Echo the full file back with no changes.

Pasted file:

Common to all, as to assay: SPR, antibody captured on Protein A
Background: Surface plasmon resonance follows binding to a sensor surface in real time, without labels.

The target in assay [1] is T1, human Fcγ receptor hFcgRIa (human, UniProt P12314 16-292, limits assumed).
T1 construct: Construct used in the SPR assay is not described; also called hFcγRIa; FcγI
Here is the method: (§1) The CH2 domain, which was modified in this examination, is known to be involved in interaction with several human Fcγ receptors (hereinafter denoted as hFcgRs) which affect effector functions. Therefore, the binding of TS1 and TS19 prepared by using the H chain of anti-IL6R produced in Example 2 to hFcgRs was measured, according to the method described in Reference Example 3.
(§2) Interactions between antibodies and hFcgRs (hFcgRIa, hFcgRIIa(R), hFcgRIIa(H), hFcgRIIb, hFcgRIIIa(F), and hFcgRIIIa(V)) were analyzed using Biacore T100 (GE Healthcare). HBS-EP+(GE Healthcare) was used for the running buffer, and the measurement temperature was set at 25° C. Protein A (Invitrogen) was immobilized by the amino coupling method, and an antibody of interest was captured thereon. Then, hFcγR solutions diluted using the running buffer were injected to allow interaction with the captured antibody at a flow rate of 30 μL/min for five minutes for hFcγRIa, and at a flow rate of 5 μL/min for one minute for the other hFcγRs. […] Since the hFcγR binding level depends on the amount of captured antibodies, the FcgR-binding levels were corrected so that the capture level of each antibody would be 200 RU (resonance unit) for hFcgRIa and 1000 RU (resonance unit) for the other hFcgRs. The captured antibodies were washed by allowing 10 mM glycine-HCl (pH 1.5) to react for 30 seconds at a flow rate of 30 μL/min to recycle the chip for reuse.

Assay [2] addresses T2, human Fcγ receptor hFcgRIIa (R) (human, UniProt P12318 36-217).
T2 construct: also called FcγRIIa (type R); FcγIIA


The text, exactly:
Common to all, as to assay: SPR, antibody captured on Protein A
Background: Surface plasmon resonance follows binding to a sensor surface in real time, without labels.

The target in assay [1] is T1, human Fcγ receptor hFcgRIa (human, UniProt P12314 16-292, limits assumed).
T1 construct: Construct used in the SPR assay is not described; also called hFcγRIa; FcγI
Here is the method: (§1) The CH2 domain, which was modified in this examination, is known to be involved in interaction with several human Fcγ receptors (hereinafter denoted as hFcgRs) which affect effector functions. Therefore, the binding of TS1 and TS19 prepared by using the H chain of anti-IL6R produced in Example 2 to hFcgRs was measured, according to the method described in Reference Example 3.
(§2) Interactions between antibodies and hFcgRs (hFcgRIa, hFcgRIIa(R), hFcgRIIa(H), hFcgRIIb, hFcgRIIIa(F), and hFcgRIIIa(V)) were analyzed using Biacore T100 (GE Healthcare). HBS-EP+(GE Healthcare) was used for the running buffer, and the measurement temperature was set at 25° C. Protein A (Invitrogen) was immobilized by the amino coupling method, and an antibody of interest was captured thereon. Then, hFcγR solutions diluted using the running buffer were injected to allow interaction with the captured antibody at a flow rate of 30 μL/min for five minutes for hFcγRIa, and at a flow rate of 5 μL/min for one minute for the other hFcγRs. […] Since the hFcγR binding level depends on the amount of captured antibodies, the FcgR-binding levels were corrected so that the capture level of each antibody would be 200 RU (resonance unit) for hFcgRIa and 1000 RU (resonance unit) for the other hFcgRs. The captured antibodies were washed by allowing 10 mM glycine-HCl (pH 1.5) to react for 30 seconds at a flow rate of 30 μL/min to recycle the chip for reuse.

Assay [2] addresses T2, human Fcγ receptor hFcgRIIa (R) (human, UniProt P12318 36-217).
T2 construct: also called FcγRIIa (type R); FcγIIA